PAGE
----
By Christopher M. Kalanje, Consultant, SMEs Division, WIPO. Reused with permission from WIPO. See original article for all references.
Generally put, an ‘innovation’ is developing a new idea and putting it into practice. As this article is focused on the competitive strategy of a private enterprise in a market-driven business environment, the term ‘innovation’ is used here to refer to the process of bringing valuable new products (goods and services) to market i.e., from the idea/concept formulation stage to the successful launching of a new or improved product in the marketplace, or the result of that process, so as to meet the explicit or implied needs of current or potential customers. In other words, through innovation an enterprise seeks to deliver unique new value to its customers. In this context, ‘marketing’ is the understanding of that unique new value and communicating it to the current and potential customers of a business so that the product sells itself.
Technological innovation may be classified in several ways: product vs. process, radical (basic or fundamental) vs. incremental (improvement), and disruptive vs. sustaining (sequential and/or complementary). Other important types of (non-technological) innovations that do not result from scientific and/or technological R&D, but are often crucial for profitably marketing the products and services resulting from the investment made in R&D are: marketing innovation, institutional innovation, and complementary innovation.
In this article, however, the focus is on technological innovations. Nowadays, it is generally accepted that in a knowledge-driven, competitive business environment, technological innovation (hereafter, for the sake of simplicity, simply called ‘innovation’) is a principal determinant of successful firm performance. But differences of opinion persist amongst economists and policymakers about the exact role of intellectual property (IP) in relation to innovation. On the one hand, in theory, the IP system is considered to be absolutely necessary “to encourage creative intellectual endeavor in the public interest,” and on the other, some observers believe that, in practice, the IP system hinders competition to the extent that it is often seen to be playing a negative role in innovation. Hence the need for a systematic and periodic study and review of the actual use by businesses of the tools of the IP system so that economists are able to provide empirical, evidence-based guidance to policymakers to adapt the IP system so that it continues to serve the conflicting private and public interest in spurring further innovation and its wide diffusion in the shortest possible time. This article, however, does not deal with these otherwise important aspects.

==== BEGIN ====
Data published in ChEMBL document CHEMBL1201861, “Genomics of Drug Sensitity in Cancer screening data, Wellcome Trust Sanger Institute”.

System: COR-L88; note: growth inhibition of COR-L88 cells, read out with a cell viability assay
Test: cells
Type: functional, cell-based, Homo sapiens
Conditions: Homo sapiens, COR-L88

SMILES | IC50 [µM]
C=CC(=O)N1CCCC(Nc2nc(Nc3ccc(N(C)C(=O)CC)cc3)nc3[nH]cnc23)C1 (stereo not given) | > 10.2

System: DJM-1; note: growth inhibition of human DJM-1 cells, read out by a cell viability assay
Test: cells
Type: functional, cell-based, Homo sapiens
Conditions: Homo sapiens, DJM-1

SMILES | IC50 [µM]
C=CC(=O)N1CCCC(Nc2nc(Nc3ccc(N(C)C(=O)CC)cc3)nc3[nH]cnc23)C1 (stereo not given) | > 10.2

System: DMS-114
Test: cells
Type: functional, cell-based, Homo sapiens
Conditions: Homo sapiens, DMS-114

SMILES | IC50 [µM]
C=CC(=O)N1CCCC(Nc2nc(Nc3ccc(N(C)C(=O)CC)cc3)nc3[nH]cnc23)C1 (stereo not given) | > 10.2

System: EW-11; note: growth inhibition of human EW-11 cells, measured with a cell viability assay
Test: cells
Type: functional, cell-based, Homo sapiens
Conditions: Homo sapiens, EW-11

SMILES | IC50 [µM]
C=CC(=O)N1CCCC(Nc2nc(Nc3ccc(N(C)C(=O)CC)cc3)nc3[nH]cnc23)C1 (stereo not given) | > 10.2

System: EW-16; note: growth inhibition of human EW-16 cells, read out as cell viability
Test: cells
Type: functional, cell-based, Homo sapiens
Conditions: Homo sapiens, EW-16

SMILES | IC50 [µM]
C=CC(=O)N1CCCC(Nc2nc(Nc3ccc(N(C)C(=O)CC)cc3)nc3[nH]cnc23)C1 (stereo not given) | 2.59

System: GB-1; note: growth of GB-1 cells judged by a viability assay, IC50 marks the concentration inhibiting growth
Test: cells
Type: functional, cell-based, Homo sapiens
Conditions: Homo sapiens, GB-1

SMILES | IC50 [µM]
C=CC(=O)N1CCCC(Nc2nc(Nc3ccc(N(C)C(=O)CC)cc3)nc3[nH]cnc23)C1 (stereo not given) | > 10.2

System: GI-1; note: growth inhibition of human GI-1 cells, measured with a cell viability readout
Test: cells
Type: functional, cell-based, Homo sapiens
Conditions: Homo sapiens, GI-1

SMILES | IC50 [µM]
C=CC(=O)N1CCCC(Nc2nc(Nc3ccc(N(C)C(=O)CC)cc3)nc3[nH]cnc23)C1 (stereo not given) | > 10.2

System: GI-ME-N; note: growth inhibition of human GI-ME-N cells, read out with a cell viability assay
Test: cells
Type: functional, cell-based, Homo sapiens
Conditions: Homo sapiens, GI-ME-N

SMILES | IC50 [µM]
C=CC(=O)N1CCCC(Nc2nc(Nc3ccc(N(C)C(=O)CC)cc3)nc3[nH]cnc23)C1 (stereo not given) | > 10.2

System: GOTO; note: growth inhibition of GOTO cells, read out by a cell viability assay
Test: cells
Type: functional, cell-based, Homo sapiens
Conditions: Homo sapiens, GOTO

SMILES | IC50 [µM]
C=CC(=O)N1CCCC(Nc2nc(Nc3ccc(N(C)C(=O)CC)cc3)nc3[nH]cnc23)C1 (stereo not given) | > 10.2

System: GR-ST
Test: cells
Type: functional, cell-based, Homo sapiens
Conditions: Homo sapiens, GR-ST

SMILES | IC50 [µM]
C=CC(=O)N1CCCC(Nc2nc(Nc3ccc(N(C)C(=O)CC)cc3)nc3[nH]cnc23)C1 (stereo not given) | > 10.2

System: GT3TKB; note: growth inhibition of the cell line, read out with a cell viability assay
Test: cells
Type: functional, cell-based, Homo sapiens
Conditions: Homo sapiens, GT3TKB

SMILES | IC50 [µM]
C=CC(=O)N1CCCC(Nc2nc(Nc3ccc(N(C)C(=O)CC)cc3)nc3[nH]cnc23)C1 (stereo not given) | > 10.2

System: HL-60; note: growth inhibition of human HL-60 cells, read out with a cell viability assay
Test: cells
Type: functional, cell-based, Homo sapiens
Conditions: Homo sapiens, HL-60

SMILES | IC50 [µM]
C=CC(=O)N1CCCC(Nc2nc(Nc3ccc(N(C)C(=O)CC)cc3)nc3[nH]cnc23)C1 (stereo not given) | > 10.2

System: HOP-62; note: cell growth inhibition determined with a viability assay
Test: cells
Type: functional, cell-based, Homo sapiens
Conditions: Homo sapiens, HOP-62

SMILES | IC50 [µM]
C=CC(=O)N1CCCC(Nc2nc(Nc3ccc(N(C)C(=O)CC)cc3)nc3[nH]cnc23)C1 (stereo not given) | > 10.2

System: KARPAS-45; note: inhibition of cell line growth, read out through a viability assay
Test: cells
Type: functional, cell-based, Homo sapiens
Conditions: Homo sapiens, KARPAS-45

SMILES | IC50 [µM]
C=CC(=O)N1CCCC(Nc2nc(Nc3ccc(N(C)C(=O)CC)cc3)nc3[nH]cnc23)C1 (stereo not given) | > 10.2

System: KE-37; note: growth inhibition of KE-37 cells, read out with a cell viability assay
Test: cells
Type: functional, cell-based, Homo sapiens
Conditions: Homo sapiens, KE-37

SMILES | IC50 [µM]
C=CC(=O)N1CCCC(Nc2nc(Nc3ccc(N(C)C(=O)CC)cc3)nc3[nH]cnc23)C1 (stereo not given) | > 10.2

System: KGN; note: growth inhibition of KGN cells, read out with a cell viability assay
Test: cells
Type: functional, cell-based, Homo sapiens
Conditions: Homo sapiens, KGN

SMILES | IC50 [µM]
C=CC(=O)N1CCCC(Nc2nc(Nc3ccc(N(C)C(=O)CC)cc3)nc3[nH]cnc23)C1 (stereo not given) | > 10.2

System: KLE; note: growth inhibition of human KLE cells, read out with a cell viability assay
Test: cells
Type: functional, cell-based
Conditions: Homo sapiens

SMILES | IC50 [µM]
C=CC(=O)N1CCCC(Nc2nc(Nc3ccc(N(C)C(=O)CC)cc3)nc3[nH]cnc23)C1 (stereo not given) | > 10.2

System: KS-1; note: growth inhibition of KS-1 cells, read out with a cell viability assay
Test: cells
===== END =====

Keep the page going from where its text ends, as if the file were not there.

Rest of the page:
Managing innovation better than its competitors is one of the main objectives of a business that wishes to survive and thrive in today’s economy. By relying on practical examples, this article highlights the important contributions made by the effective use of the different tools in the IP system to the process of taking innovative technologies to market, through launching of superior products and/or services. For explaining the role of the tools of the IP system, it goes beyond merely looking at technological innovation as either radical or incremental technological breakthroughs. Instead, it looks upon technological innovation as an interactive process made up of a number of distinct stages. It begins with the formulation of a novel idea/concept and, through a series of stages, ends in the successful launching and marketing of a new or improved product in the marketplace. In other words, it looks at practical IP issues of relevance to different stages in the whole new product development process in which technological innovations may be introduced at different stages of the value chain from the producer to the end user. For the sake of simplicity, it focuses on the idea stage and the research and development stage.
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